Friday, March 16, 2018

Jottings - Slice of life - 200 ( Dr Stephen Hawking - an extraordinary life in science (1942 - 2018 and evermore)

Jottings - Slice of life - 200 ( Dr Stephen Hawking - an extraordinary life in science (1942 - 2018 and evermore)
Sir Isaac Newton said “ If I have looked further than others, it is by standing on the shoulders of giants”. This statement stands completely vindicated in the frail, ill man - Dr Stephen Hawking, who occupied his professorial chair in Cambridge for 30 odd years from 1979. Dr Hawking certainly looked much, much further and deeper into the mysteries of the Universe than his venerated predecessor ever had a chance. In his death yesterday, it was not merely a glorious life in science that ended, but with him ended a personality who epitomized resilience, audaciousness, an indomitable sense of will, purpose and curiosity. After Albert Einstein’s path breaking view of time and space in early 20th century and his search for an unified theory, it was Stephen hawking who picked the gauntlet, and strode ahead . The work Einstein had left unfinished was advanced a great deal by this genius. What Einstein said of Gandhi “that generations to come will scarcely believe that such a man as this ever in flesh and blood walked on earth” will equally apply to Stephen Hawking not in a literal sense, but figuratively. it is an indisputable fact that there never has been one like him before in history, and in all likelihood we may not see another Stephen Hawking
So what do we make of Dr Hawking's life, and how would posterity wish to remember him. Do we remember him as the scientist who explained black holes, and as a cosmologist who attempted to decipher the mysterious roll of cosmic dice that Einstein vehemently argued against till the very end? Do we remember him as a man, who developed a terrible, crippling, life threatening illness at the age of 22 and went to live for 50 odd years against all medical predictions and prophesies? Or do we remember him as one of the greatest theoretical scientists to ever lay hands on the grand problem of why and how this Universe exists and behaves? Again, Do we remember him for his extraordinary personal life with two marriages ,three children and enough fun and frolic, all the while sitting upon a well equipped wheel chair, floating in anti gravity for fun, or ballooning up in the sky ? Or do we remember him as an author of that enigmatic and profound book “ The brief history of time" within whose pages he wrote with sparkling clarity on the nature of time and space in a language understood and appreciated by millions? Or do we simply remember him as professor whose classes were jam packed each time he wheeled in to speak in a computer synchronized voice, with a smile on a face and a joke on his lips? Perhaps, it is all of these memories and much more.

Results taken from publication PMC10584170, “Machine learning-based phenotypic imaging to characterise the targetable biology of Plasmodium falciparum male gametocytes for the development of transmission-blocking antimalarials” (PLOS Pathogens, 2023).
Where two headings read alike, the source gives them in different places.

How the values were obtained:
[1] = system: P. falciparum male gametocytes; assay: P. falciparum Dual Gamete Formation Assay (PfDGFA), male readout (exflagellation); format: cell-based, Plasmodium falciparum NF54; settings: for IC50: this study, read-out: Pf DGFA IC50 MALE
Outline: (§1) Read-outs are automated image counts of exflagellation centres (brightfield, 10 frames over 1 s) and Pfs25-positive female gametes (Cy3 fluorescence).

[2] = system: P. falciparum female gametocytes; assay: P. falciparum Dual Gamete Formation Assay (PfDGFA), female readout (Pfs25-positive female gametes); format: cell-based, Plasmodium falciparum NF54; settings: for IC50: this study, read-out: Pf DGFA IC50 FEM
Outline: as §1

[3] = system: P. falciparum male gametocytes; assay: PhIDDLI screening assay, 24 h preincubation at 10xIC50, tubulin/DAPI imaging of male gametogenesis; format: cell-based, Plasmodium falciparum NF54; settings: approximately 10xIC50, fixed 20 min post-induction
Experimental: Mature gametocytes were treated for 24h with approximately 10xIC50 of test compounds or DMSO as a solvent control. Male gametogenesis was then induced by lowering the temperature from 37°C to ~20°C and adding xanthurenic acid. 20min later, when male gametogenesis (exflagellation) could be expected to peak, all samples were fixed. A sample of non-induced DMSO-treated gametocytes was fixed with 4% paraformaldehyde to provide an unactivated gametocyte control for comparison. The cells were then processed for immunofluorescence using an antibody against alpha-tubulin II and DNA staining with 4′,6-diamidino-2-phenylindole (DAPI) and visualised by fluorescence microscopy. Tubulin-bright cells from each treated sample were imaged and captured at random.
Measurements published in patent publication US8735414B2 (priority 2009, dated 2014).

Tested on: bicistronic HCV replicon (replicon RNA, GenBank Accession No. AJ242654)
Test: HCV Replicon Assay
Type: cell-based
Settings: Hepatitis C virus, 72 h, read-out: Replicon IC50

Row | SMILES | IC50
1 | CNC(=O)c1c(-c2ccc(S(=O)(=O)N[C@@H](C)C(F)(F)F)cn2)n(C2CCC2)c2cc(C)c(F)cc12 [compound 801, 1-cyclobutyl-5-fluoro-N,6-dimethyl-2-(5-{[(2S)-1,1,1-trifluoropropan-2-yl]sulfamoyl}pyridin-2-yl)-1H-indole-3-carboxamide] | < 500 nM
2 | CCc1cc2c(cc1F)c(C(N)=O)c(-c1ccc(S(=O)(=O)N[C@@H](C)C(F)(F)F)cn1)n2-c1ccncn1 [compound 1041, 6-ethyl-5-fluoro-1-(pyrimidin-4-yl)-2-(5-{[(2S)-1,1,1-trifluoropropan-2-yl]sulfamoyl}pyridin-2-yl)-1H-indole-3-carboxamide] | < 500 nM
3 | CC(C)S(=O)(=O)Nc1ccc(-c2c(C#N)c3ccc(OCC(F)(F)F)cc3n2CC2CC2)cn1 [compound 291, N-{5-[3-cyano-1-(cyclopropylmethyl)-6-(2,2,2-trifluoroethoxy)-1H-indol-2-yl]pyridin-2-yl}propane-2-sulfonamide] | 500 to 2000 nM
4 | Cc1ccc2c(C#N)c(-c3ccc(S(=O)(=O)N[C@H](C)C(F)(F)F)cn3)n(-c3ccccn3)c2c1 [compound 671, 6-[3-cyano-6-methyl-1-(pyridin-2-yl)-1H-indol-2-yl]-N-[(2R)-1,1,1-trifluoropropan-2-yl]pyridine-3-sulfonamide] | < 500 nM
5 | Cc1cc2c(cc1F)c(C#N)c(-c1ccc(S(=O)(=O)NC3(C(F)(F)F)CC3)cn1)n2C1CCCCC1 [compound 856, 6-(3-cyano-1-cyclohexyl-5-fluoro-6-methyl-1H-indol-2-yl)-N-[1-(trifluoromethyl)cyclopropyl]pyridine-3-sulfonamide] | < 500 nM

The raw details of Hawking’s extraordinary life is available through many sources. I wouldn’t wish to belabor that aspect. I would rather reflect on how his life affected and inspired mine. In it, my readers may find resonance. The important quality of Hawking’s life for me has been his capacity to defy the odds of medical science. ALS is sure death; doctors do not give more than ten years from the date of its onset. If numbers are anything to go by, and if Hawking had succumbed to its fearful lure; he wouldn’t have survived the ordeal. However, from some deep recesses of his being, he found courage not to allow his physical well being to be circumscribed and dictated by the disease. Like his fellow scientist in another field, Stephen Jay Gould, an evolutionary biologist, Hawking understood that human fatality numbers and age are only good as indicators; never a firm basis for reality. With all the medical aid he could get, Hawking was committed to remaining alive, not merely to fulfill the throbbing genius of his science, but to enjoy the pleasures of existence despite all the limitations imposed on him. Except for his mind, which was is in full flow, he was incapable of any physical act. He needed help, and he was never shy of demanding it , to the point of exasperating people around him. The haunting image of Hawking on a wheel chair, clothed in a suit, shriveled and loose limbed, with a perpetual grimace on his face ( caused more by the disease than anything else), staring with absent minded, vacant eyes into space - inspires me each time I remember him. For all those out there, who believe that life with pain is hopeless, his life stands as outstanding example. For all those who believe that Life has been unkind to them, the image of Dr Hawking should be the wake up call. For all those youngsters, who believe in excuses, Hawking's life will show how not to give one, and how to rise above circumstances no matter what.